2020 Year in Review

by Taichi Nakashima,

I wrote these in Japanese in the past but, from this year, I switched it to English. Here is the summary of what went on in my jobs and life.


I continue working for the platform team at Mercari, Inc.

One of the biggest projects I worked on this year was to re-organize the platform team. Originally, when we started the platform team, it consisted of only 3 members. After 3 years, the team grew to more than 10 members. The more we grow, the harder it was to work as a single team: too wider responsibilities or higher cognitive loads. So we split one team into multiple expertise teams. We started to design new team structure from the beginning of the year and actually started to work as multiple teams from the latter half of the year. Still, we need adjustments and continuous improvements but I think it started to work well.

The main mission of the platform team is to support Mercari developers to deliver products easier, faster, and more reliable. To do that, we support multiple phases of the software development cycle: building, testing, deploying and operating. The basic idea of re-organization is to assign teams to each phase and focus on the improvement of its area (see the following figure). Not only that we also have common low-level teams like base cloud infrastructure team and network team (it’s like the platform’s platform team) and the developer experience (DX) team ensures accessibility of the platform. I wrote more details on the company blog post (see How We Re-organized Platform Team).

In this team structure, I started to work as a tech lead at the developer experience (DX) team. The main mission of this team is to provide interfaces between developers and complex platform components so that they can easily access them via unified UI/UX and provide good abstractions for complex distributed systems. It’s still half a year but we did lots of PoC of our ideas already. I hope we can open some of our works in the next year.

Side Job

I also worked at ZOZO Technologies, Inc as a technical advisor of their microservices migration for a half year. ZOZO started migrating its service architecture from monolith to microservices architecture. And the current situation (the beginning of migration) is very similar to what I faced at Mercari 2 years ago. Since I worked on the initial migration of microservices (including building API gateway) and I wanted to use this knowledge and experiences to help others, it was a great opportunity.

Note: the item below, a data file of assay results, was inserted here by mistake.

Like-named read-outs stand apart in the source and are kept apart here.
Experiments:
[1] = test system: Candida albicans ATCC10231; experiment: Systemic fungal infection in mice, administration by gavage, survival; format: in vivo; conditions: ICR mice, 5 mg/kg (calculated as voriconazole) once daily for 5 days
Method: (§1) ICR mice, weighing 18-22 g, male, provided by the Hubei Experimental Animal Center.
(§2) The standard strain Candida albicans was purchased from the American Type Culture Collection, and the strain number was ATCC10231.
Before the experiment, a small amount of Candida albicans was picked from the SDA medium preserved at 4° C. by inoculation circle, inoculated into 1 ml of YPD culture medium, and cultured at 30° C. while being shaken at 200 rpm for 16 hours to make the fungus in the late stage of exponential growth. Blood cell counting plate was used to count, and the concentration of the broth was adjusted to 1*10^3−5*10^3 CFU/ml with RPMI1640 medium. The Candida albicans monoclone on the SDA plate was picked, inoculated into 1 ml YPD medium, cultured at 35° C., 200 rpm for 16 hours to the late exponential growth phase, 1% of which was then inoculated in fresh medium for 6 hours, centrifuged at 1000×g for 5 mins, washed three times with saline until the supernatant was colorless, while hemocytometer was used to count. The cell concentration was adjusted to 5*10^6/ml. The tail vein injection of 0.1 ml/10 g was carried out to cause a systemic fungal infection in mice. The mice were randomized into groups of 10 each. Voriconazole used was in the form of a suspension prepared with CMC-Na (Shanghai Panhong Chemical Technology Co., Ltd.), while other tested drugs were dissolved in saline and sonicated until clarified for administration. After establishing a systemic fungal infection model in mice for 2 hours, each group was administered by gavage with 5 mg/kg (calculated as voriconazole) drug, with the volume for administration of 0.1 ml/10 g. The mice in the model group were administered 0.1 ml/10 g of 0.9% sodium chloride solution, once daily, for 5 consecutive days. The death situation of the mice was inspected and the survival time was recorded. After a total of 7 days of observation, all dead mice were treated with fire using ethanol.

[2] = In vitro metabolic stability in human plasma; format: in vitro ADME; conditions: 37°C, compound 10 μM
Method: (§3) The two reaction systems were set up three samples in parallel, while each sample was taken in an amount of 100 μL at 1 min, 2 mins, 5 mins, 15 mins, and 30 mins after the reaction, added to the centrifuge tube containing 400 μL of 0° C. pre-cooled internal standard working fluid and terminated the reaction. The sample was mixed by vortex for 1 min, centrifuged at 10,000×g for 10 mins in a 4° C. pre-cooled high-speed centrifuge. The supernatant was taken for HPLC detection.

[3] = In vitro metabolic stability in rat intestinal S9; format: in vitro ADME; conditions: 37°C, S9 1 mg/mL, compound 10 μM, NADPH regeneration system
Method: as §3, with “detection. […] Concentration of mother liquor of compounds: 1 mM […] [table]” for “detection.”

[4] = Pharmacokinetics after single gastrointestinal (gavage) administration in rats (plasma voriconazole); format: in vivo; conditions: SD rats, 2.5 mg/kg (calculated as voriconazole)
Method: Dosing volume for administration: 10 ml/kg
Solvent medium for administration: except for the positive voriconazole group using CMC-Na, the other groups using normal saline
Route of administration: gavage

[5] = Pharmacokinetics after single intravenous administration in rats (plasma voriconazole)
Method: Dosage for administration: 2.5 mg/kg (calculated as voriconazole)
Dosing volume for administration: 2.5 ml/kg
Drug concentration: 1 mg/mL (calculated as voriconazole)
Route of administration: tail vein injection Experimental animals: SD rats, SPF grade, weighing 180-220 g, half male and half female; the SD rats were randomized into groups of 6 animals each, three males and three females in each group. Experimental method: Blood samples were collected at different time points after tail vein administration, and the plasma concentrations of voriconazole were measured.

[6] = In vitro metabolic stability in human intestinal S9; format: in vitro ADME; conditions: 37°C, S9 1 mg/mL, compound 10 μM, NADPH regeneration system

Since it’s just a technical advisor, I didn’t do any hands-on tasks but gave some presentations to engineers about what we did in the initial migration and what we are doing to deliver production-ready services (we open-sourced our production readiness checklist this year as well). I joined their slack workspace and answer the questions any time I’m available.

It was the first time for me to be a technical advisor and it was a great experience. The contract with ZOZO ended but I’m thinking to continue this activity next year as well (If you have interested, please contact me any time via Twitter DM, or email).


Here are some of the job-related outputs.


Intentionally, I didn’t talk outside much this year. Instead, I focused on inputs and writings. The only talk I did this year was, at SRE NEXT 2020 (SRE Conference in Japan), about SRE Practices in Mercari Microservices. I shared about SRE practices we use for building platforms and production-ready microservices.


As I wrote, I mainly focused on writing output instead of speaking. Compared with the last year, I wrote more. The followings are company tech blogs I wrote this year:

In addition to the company blog, I contributed to the Japanese tech magazine WEB+DB PRESS Vol.120 about the future of infrastructure management. I summarized what happened in infrastructure management in the 2010s and predict about the next few years. I’ve worked on infrastructure and platforms for many years so this theme was what I wanted to write someday. This was a very good opportunity. I took an interview from Japanese tech media and talked about my carrier as a tech lead. It was also a good chance to re-think my carrier.